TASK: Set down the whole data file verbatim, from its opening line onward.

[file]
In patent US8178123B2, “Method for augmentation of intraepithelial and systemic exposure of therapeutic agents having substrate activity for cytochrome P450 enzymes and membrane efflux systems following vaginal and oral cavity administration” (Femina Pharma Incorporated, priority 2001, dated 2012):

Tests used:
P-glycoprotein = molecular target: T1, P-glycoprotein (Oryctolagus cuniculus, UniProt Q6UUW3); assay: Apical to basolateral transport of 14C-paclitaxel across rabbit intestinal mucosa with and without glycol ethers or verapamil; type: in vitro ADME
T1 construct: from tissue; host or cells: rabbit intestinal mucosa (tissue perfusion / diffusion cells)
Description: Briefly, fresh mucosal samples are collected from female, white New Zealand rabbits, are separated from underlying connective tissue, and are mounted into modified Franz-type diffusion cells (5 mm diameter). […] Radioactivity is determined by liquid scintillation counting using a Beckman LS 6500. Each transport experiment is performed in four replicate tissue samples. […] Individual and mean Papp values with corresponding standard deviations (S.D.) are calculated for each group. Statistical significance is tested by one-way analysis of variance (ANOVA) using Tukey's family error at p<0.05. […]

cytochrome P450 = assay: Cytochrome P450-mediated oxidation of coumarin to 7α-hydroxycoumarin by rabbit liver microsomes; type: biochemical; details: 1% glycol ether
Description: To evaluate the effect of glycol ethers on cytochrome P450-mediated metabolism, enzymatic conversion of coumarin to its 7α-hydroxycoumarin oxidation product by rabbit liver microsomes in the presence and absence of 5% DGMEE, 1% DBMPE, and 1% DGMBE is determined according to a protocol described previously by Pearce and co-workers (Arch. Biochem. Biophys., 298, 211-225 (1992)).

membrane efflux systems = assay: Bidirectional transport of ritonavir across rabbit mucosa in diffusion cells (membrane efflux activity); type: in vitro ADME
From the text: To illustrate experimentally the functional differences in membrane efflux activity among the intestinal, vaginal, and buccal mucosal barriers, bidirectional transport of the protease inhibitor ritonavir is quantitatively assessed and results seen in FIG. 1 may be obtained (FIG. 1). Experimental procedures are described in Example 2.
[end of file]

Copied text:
In patent US8178123B2, “Method for augmentation of intraepithelial and systemic exposure of therapeutic agents having substrate activity for cytochrome P450 enzymes and membrane efflux systems following vaginal and oral cavity administration” (Femina Pharma Incorporated, priority 2001, dated 2012):

Tests used:
P-glycoprotein = molecular target: T1, P-glycoprotein (Oryctolagus cuniculus, UniProt Q6UUW3); assay: Apical to basolateral transport of 14C-paclitaxel across rabbit intestinal mucosa with and without glycol ethers or verapamil; type: in vitro ADME
T1 construct: from tissue; host or cells: rabbit intestinal mucosa (tissue perfusion / diffusion cells)
Description: Briefly, fresh mucosal samples are collected from female, white New Zealand rabbits, are separated from underlying connective tissue, and are mounted into modified Franz-type diffusion cells (5 mm diameter). […] Radioactivity is determined by liquid scintillation counting using a Beckman LS 6500. Each transport experiment is performed in four replicate tissue samples. […] Individual and mean Papp values with corresponding standard deviations (S.D.) are calculated for each group. Statistical significance is tested by one-way analysis of variance (ANOVA) using Tukey's family error at p<0.05. […]

cytochrome P450 = assay: Cytochrome P450-mediated oxidation of coumarin to 7α-hydroxycoumarin by rabbit liver microsomes; type: biochemical; details: 1% glycol ether
Description: To evaluate the effect of glycol ethers on cytochrome P450-mediated metabolism, enzymatic conversion of coumarin to its 7α-hydroxycoumarin oxidation product by rabbit liver microsomes in the presence and absence of 5% DGMEE, 1% DBMPE, and 1% DGMBE is determined according to a protocol described previously by Pearce and co-workers (Arch. Biochem. Biophys., 298, 211-225 (1992)).

membrane efflux systems = assay: Bidirectional transport of ritonavir across rabbit mucosa in diffusion cells (membrane efflux activity); type: in vitro ADME
From the text: To illustrate experimentally the functional differences in membrane efflux activity among the intestinal, vaginal, and buccal mucosal barriers, bidirectional transport of the protease inhibitor ritonavir is quantitatively assessed and results seen in FIG. 1 may be obtained (FIG. 1). Experimental procedures are described in Example 2.